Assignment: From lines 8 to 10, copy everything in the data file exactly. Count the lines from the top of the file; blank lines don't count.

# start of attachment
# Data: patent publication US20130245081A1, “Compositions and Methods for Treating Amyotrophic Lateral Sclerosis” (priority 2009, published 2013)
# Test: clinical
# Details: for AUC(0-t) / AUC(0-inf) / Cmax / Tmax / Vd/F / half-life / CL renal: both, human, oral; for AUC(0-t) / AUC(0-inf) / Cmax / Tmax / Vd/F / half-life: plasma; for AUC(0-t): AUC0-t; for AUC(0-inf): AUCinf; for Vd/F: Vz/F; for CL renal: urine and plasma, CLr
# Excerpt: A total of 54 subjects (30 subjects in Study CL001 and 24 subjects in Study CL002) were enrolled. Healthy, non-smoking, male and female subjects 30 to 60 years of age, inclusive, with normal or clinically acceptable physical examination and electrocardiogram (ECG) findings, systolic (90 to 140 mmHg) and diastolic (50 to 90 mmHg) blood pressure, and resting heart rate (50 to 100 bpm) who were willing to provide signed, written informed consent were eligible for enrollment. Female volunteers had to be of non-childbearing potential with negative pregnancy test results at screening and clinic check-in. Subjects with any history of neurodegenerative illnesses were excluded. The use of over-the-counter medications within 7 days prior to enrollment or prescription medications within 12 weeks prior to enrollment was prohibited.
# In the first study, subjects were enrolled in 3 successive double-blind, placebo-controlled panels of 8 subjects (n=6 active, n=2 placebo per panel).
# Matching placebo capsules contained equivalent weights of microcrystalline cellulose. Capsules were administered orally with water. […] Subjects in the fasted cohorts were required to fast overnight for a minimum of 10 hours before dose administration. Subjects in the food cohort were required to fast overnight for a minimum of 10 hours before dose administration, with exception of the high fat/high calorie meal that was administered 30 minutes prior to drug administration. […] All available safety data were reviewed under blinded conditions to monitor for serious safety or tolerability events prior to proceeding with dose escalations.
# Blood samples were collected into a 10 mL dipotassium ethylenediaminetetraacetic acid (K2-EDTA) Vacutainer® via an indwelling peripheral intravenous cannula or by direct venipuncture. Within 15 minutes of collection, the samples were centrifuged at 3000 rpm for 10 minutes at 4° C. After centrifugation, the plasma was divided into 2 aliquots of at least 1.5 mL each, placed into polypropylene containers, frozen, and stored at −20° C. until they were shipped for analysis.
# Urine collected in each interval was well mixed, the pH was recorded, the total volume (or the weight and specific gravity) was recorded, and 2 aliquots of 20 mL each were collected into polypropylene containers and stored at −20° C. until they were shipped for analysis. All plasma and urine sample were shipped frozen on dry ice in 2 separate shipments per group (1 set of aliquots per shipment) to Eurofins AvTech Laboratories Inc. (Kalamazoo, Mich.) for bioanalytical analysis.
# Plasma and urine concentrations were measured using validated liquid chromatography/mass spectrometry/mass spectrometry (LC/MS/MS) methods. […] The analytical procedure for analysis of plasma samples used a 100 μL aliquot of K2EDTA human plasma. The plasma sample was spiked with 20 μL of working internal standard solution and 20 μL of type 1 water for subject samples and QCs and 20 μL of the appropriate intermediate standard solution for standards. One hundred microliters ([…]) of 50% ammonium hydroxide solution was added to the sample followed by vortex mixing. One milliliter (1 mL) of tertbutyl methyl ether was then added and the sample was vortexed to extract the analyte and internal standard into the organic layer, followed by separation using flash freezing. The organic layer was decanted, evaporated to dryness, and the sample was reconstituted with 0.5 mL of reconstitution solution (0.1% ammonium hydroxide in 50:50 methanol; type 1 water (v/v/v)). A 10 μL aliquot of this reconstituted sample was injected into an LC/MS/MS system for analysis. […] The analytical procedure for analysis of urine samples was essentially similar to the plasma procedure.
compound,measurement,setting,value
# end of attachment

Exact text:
# Urine collected in each interval was well mixed, the pH was recorded, the total volume (or the weight and specific gravity) was recorded, and 2 aliquots of 20 mL each were collected into polypropylene containers and stored at −20° C. until they were shipped for analysis. All plasma and urine sample were shipped frozen on dry ice in 2 separate shipments per group (1 set of aliquots per shipment) to Eurofins AvTech Laboratories Inc. (Kalamazoo, Mich.) for bioanalytical analysis.
# Plasma and urine concentrations were measured using validated liquid chromatography/mass spectrometry/mass spectrometry (LC/MS/MS) methods. […] The analytical procedure for analysis of plasma samples used a 100 μL aliquot of K2EDTA human plasma. The plasma sample was spiked with 20 μL of working internal standard solution and 20 μL of type 1 water for subject samples and QCs and 20 μL of the appropriate intermediate standard solution for standards. One hundred microliters ([…]) of 50% ammonium hydroxide solution was added to the sample followed by vortex mixing. One milliliter (1 mL) of tertbutyl methyl ether was then added and the sample was vortexed to extract the analyte and internal standard into the organic layer, followed by separation using flash freezing. The organic layer was decanted, evaporated to dryness, and the sample was reconstituted with 0.5 mL of reconstitution solution (0.1% ammonium hydroxide in 50:50 methanol; type 1 water (v/v/v)). A 10 μL aliquot of this reconstituted sample was injected into an LC/MS/MS system for analysis. […] The analytical procedure for analysis of urine samples was essentially similar to the plasma procedure.
compound,measurement,setting,value